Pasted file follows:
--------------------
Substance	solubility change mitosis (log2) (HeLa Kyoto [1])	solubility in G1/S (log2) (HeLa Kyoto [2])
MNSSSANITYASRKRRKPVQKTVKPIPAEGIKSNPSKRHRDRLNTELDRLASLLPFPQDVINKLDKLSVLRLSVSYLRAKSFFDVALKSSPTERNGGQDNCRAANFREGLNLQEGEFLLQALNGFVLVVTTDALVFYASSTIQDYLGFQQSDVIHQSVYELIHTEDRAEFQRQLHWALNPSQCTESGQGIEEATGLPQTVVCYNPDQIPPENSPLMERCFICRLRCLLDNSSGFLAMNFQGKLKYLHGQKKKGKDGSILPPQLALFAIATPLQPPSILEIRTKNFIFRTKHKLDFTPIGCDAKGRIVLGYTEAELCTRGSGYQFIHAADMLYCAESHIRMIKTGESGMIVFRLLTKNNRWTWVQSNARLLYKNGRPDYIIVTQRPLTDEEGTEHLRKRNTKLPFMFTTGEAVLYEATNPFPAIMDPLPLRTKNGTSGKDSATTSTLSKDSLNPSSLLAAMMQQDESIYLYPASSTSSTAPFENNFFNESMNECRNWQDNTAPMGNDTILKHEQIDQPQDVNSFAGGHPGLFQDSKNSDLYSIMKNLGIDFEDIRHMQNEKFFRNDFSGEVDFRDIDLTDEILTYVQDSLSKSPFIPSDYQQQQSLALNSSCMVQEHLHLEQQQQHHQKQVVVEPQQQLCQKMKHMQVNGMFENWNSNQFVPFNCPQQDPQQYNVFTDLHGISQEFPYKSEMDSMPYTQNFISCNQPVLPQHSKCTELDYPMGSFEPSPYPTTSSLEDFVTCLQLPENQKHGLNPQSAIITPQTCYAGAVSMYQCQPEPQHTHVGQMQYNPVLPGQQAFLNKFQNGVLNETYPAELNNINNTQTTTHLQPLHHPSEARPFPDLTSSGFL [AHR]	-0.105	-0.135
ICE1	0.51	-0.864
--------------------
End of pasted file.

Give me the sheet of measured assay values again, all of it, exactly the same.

Substance	solubility change mitosis (log2) (HeLa Kyoto [1])	solubility in G1/S (log2) (HeLa Kyoto [2])
MNSSSANITYASRKRRKPVQKTVKPIPAEGIKSNPSKRHRDRLNTELDRLASLLPFPQDVINKLDKLSVLRLSVSYLRAKSFFDVALKSSPTERNGGQDNCRAANFREGLNLQEGEFLLQALNGFVLVVTTDALVFYASSTIQDYLGFQQSDVIHQSVYELIHTEDRAEFQRQLHWALNPSQCTESGQGIEEATGLPQTVVCYNPDQIPPENSPLMERCFICRLRCLLDNSSGFLAMNFQGKLKYLHGQKKKGKDGSILPPQLALFAIATPLQPPSILEIRTKNFIFRTKHKLDFTPIGCDAKGRIVLGYTEAELCTRGSGYQFIHAADMLYCAESHIRMIKTGESGMIVFRLLTKNNRWTWVQSNARLLYKNGRPDYIIVTQRPLTDEEGTEHLRKRNTKLPFMFTTGEAVLYEATNPFPAIMDPLPLRTKNGTSGKDSATTSTLSKDSLNPSSLLAAMMQQDESIYLYPASSTSSTAPFENNFFNESMNECRNWQDNTAPMGNDTILKHEQIDQPQDVNSFAGGHPGLFQDSKNSDLYSIMKNLGIDFEDIRHMQNEKFFRNDFSGEVDFRDIDLTDEILTYVQDSLSKSPFIPSDYQQQQSLALNSSCMVQEHLHLEQQQQHHQKQVVVEPQQQLCQKMKHMQVNGMFENWNSNQFVPFNCPQQDPQQYNVFTDLHGISQEFPYKSEMDSMPYTQNFISCNQPVLPQHSKCTELDYPMGSFEPSPYPTTSSLEDFVTCLQLPENQKHGLNPQSAIITPQTCYAGAVSMYQCQPEPQHTHVGQMQYNPVLPGQQAFLNKFQNGVLNETYPAELNNINNTQTTTHLQPLHHPSEARPFPDLTSSGFL [AHR]	-0.105	-0.135
ICE1	0.51	-0.864